Now that the midpoint of the season has passed, it's time to see how the stock of 2010 senior NFL draft prospects has shifted since the last update in September.
Though most of the positional rankings have not significantly changed, some new names entered the mix. Iowa quarterback Ricky Stanzi is moving up draft boards, as are Syracuse running back Delone Carter, Miami (Fla.) wide receiver Leonard Hankerson and LSU defensive tackle Drake Nevis. Slippery Rock's Brandon Fusco and Missouri's Tim Barnes are proving themselves draftable prospects at center.
|A more-precise Ricky Stanzi has raised his draft stock while others have slipped. (US Presswire)|
Each player has ups and downs and their draft stock might change accordingly throughout the season. As of today, however, here is how we rank the top five senior prospects, by position:
1. Jake Locker (Washington) 6-3/230/4.53/1
His hot-and-cold performances confuse scouts. He makes some excellent throws with his strong arm, is a real threat on the run -- and is prone to making the occasional terrible decision. All that said: There's no guarantee he'll be a top-20 pick.
2. Christian Ponder (Florida State) 6-2/220/4.68/1-2
His moxie and mobility are intriguing, but he doesn't drive the ball downfield and has only one game with more than 200 yards passing this season.
3. Pat Devlin (Delaware) 6-3/225/4.82/3
He has the physical tools scouts like, and has played well through an injury to his non-throwing wrist. Threw only one interception through the team's first eight games.
4. Colin Kaepernick (Nevada) 6-6/220/4.53/4-5
Throws with zip and has some straight-line speed when he hits his stride, but has thrown five interceptions over the past three weeks.
5. Ricky Stanzi (Iowa) 6-4/230/4.80/5
Has always had the size, mobility and arm to play at the next level, but Stanzi has eliminated big mistakes (15 INT in 2009, two through Oct. 23 this season), which has pushed him up draft boards.
1. DeMarco Murray (Oklahoma) 6-1/214/4.48/1-2
Murray runs strong between the tackles -- once a knock -- and is a very capable receiver, but isn't making a C.J. Spiller-like move up boards because of a lack of explosive plays.
2. Noel Devine (West Virginia) 5-8/180/4.34/2-3
Undersized speedster with very good elusiveness, Devine has been somewhat limited by a toe injury over the past month. His 122 rushing yards in the loss to Syracuse this week points to a late-season push.
3. Daniel Thomas (Kansas State) 6-2/228/4.63/3
The big-bodied former junior college quarterback is tough for college defenders to bring down, but scouts aren't sure he has the strength or elusiveness to beat NFL linebackers consistently.
4. Kendall Hunter (Oklahoma State) 5-8/200/4.48/3-4
Hunter has a low center of gravity and looks healthy enough; he ranked third in the country in rushing, including a 201-yard performance against a strong Nebraska defense last week, through games played Oct. 23.
5. Delone Carter (Syracuse) 5-9/216/4.52/4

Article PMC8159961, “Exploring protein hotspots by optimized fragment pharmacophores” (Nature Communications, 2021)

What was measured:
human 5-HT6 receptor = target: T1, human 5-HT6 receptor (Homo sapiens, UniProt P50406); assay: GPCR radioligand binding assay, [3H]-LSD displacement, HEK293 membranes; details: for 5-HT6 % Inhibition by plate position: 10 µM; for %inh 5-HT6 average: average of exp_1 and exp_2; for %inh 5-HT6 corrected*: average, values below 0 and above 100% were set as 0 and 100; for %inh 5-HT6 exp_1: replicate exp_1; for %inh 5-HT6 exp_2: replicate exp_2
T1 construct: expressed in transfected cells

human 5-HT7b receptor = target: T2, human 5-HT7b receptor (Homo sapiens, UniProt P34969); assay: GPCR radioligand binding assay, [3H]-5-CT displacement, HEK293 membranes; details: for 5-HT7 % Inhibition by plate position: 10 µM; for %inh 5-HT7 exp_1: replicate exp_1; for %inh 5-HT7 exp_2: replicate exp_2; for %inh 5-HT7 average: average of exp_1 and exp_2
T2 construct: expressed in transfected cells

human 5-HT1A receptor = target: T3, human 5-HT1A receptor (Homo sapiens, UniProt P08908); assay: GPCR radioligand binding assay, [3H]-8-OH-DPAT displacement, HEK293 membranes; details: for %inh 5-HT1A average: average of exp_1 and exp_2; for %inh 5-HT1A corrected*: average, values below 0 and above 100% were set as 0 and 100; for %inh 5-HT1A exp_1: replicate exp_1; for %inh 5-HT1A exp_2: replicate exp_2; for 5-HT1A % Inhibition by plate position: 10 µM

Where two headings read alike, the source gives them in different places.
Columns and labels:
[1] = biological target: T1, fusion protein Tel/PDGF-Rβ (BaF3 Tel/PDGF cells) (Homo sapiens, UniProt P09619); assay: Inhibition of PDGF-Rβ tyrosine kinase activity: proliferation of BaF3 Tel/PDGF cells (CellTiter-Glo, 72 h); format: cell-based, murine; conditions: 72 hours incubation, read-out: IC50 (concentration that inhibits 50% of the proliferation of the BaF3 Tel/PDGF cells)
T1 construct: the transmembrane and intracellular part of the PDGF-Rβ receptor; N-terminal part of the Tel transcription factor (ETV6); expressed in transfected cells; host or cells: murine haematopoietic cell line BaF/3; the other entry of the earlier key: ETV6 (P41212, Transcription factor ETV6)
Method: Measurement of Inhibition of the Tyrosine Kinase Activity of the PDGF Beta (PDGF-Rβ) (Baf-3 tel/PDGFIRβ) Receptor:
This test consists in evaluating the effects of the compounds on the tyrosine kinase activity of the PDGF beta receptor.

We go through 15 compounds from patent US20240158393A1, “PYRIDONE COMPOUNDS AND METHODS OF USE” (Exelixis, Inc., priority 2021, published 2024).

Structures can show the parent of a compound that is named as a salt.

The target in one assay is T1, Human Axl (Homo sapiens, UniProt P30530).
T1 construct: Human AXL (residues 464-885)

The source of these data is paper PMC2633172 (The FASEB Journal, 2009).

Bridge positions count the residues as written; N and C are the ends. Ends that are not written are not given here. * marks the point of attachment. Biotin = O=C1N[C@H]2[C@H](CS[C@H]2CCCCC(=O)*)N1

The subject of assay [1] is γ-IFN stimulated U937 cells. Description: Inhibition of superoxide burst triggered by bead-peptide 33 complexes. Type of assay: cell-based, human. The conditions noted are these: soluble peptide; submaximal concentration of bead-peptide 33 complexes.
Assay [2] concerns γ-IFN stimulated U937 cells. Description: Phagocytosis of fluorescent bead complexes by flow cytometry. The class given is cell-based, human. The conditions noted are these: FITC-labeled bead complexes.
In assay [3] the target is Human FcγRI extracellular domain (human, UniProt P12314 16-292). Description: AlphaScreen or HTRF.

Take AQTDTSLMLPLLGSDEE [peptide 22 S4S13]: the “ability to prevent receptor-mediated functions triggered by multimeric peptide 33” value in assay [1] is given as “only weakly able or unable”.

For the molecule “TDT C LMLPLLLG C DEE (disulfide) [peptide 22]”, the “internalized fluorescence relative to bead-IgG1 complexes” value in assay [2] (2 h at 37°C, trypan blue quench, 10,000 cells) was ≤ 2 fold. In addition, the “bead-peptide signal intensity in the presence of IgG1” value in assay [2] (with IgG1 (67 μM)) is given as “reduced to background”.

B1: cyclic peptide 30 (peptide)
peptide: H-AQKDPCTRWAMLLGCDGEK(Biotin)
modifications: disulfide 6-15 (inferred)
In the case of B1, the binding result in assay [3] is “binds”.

Another stout back, Carter seems made for a zone-blocking scheme. Looked to be on his way to a big game against West Virginia (nine rushes, 75 yards) before a hip injury sent him off the field.
1. Leonard Hankerson (Miami, Fla.) 6-3/215/4.52/2-3
The tall, striding receiver has always been a big-play threat, but this year he has become more sure-handed. If QB Jacory Harris was as consistent, Hankerson would be well-known nationally.
2. Jerrel Jernigan (Troy) 5-9/185/4.34/2-3
Shorter than scouts would like, Jernigan has electric speed and agility as a receiver and route-runner. If he played in the Big Ten or SEC, every fan would know his name.
3. Ronald Johnson (Southern Cal) 5-11/190/4.46/2-3
Is not exceptional in any one area, but already has career-high receiving totals (39-464-7) and averages 18.7 yards a punt return.
4. Niles Paul (Nebraska) 6-1/220/4.50/3
Came back from a disappointing game against Texas to make nine catches for 131 yards against Oklahoma State. He also showed his ability to contribute as a returner in the NFL by taking back a kickoff 100 yards for a touchdown.
5. Titus Young (Boise State) 5-11/170/4.48/3-4
Though he's not the biggest receiver, he shows toughness over the middle, makes the occasional great catch, and has the quickness teams want in a slot receiver and returner.
1. Lance Kendricks (Wisconsin) 6-3/240/4.69/2-3
Opposing defenses lock onto the Badgers' leading receiver, reducing his output, but scouts can see his ability to stretch the field.
2. Luke Stocker (Tennessee) 6-5/252/4.78/3
Doesn't put up huge numbers (19-194-0 in 2010) on a mediocre team, but his size, reliable routes, steady hands and fair in-line blocking give him a chance to start at the next level.
3. D.J. Williams (Arkansas) 6-2/251/4.59/3-4
This Bo Scaife-type H-back candidate can turn short passes into long gains. Past issues dropping passes might hurt him in the draft process.
4. Rob Housler (Florida Atlantic) 6-5/236/4.56/4
He redshirted the 2009 season because of the Owls' depth at the position, but is now proving his height and speed create matchup problems for college linebackers by averaging 14.9 yards per reception this season.